Wagner will be all over music programs in 2013, as this year marks the 200th anniversary of his birth. Travelers in Germany can choose from no shortage of traditional to provocative takes on the composer's work.
Every summer, Bayreuth means sold-out shows, red carpet treatment and appearances by the chancellor herself. But right now, the opera mecca is dead. At a recent guided tour, just two local women and a tourist couple showed up. One of the locals has lived for 30 years in Bayreuth, but this was her first time in the town's famous opera house. The other is guide Claudia Dollinger, who works at Wagner's musical temple. She explains with a touch of pride that she was finally able to snag tickets to the opera fest in 2012.
"To get them, I had to go the official route: waiting ten years," she quipped, adding, "We always say that those of us from Bayreuth get our tickets last."
Bayreuth's ticket dilemma
Wagner fans from around the world apply each year for the event's circa 60,000 tickets, writing in by snail mail or email to make their requests. Applying year after year, prospective guests slowly make their way up the waiting list. The ticket prices range from 8 to 280 euros ($10.60 to $369).
In an effort to reduce the waiting time to just six to eight years, the festival directors give out fewer and fewer fixed packages to organizations and sponsors.
"Last year, around 70 percent of the tickets were available for purchase," said Dollinger.
However, Bayreuth isn't the only place to witness the festival's stars in 2013. Dresden's Semper Opera will present "Lohengrin" under the direction of the renowned Wagner conductor Christian Thielemann.
Richard Wagner's biography - controversies and all - will also take center stage during the anniversary year. One example comes by way of a theater in Rudolstadt, Germany, which is planning a melodrama centering on Wagner's most famous love affair.
In 1834, the composer was living at a royal court, working as a musical director for a nearly bankrupt theater troop. He had joined the group solely because he fell in love with the actress Minna Planer, whom he married in 1836. A number of affairs ultimately broke up the marriage. The final blow came when Wagner went head over heels for the married writer Mathilde Wesendonck.
His relationship with Wesendonck forms the basis for the melodrama "Traum der ewigen Liebe" (Dream of Eternal Love) in Rudolstadt. The performance draws on a song cycle known as the Wesendonck Lieder, in which Wagner set verses by his muse to song as well as excerpts from journals and letters.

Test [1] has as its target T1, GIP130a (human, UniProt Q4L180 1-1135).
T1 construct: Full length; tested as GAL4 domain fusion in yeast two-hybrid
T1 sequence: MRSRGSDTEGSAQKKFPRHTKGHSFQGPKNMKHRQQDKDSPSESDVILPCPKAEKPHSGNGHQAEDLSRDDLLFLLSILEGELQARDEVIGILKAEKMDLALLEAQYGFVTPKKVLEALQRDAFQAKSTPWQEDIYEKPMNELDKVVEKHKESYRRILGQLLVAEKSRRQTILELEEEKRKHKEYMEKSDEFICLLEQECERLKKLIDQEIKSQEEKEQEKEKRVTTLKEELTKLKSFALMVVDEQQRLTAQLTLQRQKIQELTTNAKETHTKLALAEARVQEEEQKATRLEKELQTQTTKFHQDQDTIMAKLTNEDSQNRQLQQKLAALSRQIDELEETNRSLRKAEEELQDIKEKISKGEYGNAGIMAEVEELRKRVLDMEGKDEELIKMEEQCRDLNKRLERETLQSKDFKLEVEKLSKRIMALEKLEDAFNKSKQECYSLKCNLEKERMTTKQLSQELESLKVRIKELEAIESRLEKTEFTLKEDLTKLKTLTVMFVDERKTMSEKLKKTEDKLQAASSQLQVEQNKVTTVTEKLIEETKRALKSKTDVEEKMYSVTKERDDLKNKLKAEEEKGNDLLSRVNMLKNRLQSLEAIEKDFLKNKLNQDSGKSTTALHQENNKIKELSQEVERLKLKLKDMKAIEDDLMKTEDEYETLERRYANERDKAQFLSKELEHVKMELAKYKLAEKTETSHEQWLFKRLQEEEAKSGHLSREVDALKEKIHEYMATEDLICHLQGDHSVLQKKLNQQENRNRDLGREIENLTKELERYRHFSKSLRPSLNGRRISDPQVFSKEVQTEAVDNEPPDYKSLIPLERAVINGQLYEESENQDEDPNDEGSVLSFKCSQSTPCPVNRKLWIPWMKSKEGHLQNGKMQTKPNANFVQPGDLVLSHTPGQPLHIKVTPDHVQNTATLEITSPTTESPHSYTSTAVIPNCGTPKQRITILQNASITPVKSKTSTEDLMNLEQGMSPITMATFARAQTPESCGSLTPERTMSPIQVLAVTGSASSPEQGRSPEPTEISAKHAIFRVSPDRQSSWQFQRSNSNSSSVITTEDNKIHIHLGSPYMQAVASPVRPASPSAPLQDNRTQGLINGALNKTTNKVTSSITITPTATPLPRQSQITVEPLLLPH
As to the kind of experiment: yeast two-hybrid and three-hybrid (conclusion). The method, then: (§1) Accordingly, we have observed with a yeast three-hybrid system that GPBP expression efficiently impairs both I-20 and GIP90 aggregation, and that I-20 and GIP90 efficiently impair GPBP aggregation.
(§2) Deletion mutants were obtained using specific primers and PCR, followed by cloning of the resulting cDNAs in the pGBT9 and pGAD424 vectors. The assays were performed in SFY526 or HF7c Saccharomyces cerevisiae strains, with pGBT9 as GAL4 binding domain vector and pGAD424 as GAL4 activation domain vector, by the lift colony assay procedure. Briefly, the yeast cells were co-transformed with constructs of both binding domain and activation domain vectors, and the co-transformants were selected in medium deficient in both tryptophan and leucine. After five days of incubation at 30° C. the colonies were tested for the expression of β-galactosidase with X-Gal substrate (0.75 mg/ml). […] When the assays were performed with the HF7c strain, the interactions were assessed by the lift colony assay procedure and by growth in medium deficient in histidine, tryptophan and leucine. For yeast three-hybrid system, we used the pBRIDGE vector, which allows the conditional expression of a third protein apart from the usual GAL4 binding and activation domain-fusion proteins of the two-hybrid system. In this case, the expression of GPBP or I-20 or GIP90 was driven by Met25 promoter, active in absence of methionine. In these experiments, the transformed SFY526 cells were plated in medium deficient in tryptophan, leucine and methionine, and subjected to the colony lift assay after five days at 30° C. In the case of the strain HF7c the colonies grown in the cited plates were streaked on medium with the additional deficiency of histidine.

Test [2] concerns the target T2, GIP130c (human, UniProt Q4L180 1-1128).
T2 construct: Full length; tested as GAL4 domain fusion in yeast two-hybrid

Wagner in Wartburg
A Wagner classic will be performed at the site that inspired it - in Eisenach, home to the Wartburg Castle. It's almost like wandering through Wagner's thoughts when the castle's festival hall is transformed into a performance site for "Tannhäuser and the Singers' Contest at Wartburg Castle," the full title of the opera commonly known as "Tannhäuser."
Wagner travelled to Wartburg on a number of occasions. Legend has it that a contest for minstrels took place there in the middle ages. In "Tannhäuser," the composer included a depiction of the singers' contest, inspired by his own visual impressions of the castle.
Wartburg Castle, a UNESCO World Heritage Site, will host eight performances of "Tannhäuser" in 2013. Although sold out, prospective guests can write in or call to put themselves on a waiting list, said chief press spokesman Andreas Volkert, adding, "'Tannhäuser' can be seen at this authentic venue in 2014 as well. The dates will be confirmed in early 2013."
'Parsifal' at Leipzig's Wave-Gothic fest
Leipzig probably wins the title for the most off-beat Wagner anniversary production. The composer's city of birth will open its annual festival of the gothic scene (official name: Wave-Gotik Treffen) with a performance of "Parsifal" at the city's Monument to the Battle of Nations.
Sven Friedrich of the Richard Wagner Museum in Bayreuth is critical of what he sees as a focus on breadth rather than depth in the Wagner anniversary year.
"When there's an anniversary, you get one event after another. On the one hand, it's nice, because it impresses the masses. But the decisive question is: What remains from all that after 2013?"
Bayreuth may not have to worry about that, particularly since festival organizers want to draw younger audiences to the Green Hill. One attempt to do so: a live performance called "Ring von unten" (The Ring from Below). Stefan Kaminski, a German voice and stage actor with a highly mutable voice and a complex array of acoustic instruments, will offer listeners an unusual take on the "Twilight of the Gods."
Kaminski's fans on Facebook are already looking forward to the performance: "Finally - Wagner dusted off and freed from the moths! Woohoo!" wrote one.
In Bayreuth, at least, Wagner will never get dull.